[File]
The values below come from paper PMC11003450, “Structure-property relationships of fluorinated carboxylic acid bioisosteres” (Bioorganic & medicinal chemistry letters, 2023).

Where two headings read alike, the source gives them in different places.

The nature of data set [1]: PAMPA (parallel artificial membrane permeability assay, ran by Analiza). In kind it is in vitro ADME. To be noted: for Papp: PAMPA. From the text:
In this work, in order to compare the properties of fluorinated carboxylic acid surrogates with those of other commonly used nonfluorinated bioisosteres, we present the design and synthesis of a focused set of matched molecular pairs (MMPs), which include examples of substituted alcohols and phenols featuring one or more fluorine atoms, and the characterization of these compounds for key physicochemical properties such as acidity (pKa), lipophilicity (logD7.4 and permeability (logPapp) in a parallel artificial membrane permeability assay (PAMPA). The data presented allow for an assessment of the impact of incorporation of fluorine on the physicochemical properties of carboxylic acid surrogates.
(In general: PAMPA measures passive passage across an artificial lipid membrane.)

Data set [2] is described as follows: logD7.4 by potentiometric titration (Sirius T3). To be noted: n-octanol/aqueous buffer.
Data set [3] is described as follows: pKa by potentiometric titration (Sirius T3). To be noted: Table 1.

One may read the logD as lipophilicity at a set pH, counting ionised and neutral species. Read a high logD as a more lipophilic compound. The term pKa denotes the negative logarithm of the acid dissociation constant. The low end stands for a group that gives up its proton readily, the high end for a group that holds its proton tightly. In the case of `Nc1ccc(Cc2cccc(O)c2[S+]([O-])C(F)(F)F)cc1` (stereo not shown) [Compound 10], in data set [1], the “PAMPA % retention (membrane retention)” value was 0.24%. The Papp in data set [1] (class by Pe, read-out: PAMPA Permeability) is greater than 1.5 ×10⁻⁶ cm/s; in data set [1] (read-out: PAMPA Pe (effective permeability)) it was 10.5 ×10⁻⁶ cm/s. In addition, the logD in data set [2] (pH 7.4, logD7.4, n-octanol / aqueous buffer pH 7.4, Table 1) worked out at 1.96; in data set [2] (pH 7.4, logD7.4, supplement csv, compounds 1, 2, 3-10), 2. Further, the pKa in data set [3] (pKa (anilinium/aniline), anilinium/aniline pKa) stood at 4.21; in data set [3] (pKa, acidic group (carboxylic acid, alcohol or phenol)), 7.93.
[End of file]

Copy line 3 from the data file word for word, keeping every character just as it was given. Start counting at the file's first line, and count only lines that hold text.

The nature of data set [1]: PAMPA (parallel artificial membrane permeability assay, ran by Analiza). In kind it is in vitro ADME. To be noted: for Papp: PAMPA. From the text: